“Republican Carl Marcellino, who is running against Democrat Jim Gaughran, got not one but two, yes two, $142,590 independent expenditure from StudentsFirstNY (A20133) for media. Republican Elaine Phillips, who is running against Democrat Adam Haber, got a $271,950 independent expenditure from StudentsFirstNY (A20133). Anyone who follows the fight to save public education KNOWS that StudentsFirst has been on the frontlines of the attack on public education and public school teachers. They have been the cheerleaders for Common Core, High-Stakes Testing, School Closures, vouchers, choice, and charter expansion. The sad thing is that Marcellino is on the NYS Education Committee. Call me crazy but shouldn’t that mean he should fight for public education NOT privatization? The larger question is – who will Marcellino and Phillips be accountable to when it comes to education policy? We all know the answer to that question. The Money!

“The PAC that is distributing all this money to StudentsFirstNY – New Yorkers for a Balanced Albany is funded by anti-public education billionaires. The other PAC, New Yorkers for Independent Action, is also supported by billionaires who are anti-public education. This money is being distributed to politicians who will support their destructive agenda for public education in NY.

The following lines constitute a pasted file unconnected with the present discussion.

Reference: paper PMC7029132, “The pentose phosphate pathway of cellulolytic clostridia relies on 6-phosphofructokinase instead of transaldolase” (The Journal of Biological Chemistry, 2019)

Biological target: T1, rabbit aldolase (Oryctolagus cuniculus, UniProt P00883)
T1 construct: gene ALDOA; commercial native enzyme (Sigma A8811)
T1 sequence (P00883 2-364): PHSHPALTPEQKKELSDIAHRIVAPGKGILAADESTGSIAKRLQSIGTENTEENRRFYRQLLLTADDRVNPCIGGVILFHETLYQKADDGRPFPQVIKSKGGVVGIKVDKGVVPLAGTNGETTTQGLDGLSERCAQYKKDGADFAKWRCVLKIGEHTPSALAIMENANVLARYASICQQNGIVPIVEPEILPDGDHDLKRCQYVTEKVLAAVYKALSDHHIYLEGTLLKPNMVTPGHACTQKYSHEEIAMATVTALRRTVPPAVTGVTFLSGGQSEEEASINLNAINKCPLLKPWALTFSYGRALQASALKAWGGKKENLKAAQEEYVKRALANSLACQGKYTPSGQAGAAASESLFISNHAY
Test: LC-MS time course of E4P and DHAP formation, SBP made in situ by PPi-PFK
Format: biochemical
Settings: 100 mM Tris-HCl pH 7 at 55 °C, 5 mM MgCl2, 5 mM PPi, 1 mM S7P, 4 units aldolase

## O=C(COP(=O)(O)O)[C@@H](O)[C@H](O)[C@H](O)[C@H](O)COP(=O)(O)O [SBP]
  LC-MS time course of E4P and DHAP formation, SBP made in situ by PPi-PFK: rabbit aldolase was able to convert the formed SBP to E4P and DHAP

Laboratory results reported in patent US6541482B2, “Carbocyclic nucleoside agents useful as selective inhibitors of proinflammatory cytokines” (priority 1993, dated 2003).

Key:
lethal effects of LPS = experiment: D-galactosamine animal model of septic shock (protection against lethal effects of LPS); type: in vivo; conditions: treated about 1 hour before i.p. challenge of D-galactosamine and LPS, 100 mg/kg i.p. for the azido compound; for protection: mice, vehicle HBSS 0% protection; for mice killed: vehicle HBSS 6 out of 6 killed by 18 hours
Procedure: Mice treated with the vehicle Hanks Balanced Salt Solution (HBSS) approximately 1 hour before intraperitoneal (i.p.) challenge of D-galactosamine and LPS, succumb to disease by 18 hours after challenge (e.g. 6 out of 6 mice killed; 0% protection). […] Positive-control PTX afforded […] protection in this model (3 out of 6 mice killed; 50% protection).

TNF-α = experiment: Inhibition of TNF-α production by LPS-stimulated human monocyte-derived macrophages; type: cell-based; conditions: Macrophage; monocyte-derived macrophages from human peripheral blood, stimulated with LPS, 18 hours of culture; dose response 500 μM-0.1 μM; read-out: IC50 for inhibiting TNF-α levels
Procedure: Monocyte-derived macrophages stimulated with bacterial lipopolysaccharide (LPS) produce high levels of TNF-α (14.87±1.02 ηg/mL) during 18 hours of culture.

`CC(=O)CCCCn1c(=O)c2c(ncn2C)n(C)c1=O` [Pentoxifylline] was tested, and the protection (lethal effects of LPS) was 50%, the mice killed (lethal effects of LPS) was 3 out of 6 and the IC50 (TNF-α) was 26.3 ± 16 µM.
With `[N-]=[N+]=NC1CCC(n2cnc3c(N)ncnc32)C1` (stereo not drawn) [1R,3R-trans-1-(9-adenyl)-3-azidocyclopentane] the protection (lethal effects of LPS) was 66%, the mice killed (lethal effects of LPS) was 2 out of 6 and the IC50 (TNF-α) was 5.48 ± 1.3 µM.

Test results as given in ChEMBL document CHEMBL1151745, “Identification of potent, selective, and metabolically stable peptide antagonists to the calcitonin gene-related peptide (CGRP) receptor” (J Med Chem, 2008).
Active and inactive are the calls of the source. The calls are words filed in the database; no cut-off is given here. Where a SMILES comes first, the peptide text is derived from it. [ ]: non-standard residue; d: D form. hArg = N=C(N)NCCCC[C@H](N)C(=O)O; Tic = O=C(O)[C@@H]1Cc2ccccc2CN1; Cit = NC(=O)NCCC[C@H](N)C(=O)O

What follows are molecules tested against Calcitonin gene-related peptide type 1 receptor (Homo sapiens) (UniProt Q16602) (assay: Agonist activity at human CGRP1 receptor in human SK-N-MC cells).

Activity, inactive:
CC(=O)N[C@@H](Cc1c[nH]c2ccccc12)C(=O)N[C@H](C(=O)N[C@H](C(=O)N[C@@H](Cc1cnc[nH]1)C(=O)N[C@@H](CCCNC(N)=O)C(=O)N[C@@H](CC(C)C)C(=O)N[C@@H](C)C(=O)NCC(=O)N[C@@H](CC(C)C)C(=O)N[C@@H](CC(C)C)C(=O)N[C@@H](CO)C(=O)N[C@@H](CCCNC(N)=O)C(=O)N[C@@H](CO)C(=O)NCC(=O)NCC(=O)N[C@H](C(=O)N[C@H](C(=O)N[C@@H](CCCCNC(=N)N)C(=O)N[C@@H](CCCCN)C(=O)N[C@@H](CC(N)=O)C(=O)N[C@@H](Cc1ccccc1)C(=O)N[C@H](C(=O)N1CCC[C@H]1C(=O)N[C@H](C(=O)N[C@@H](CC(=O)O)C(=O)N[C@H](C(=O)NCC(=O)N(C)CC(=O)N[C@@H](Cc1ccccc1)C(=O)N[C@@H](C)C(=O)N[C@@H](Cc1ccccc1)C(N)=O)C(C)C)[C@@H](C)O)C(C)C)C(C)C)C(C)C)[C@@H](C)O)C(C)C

Bottom line is – we must get to the polls and vote anyone out who takes this money – Republican or Democrat.

“As a public educator, education activist, and mother I will NOT be voting for anyone who takes money from StudentsFirstNY, New Yorkers for a Balanced Albany or New Yorkers for Independent Action. Public education is for the public good and we should be funding that equitably, not defunding and destroying it. Public education should not be competitive where you have winners and losers. Public education is the cornerstone of our democracy and is the great equalizer.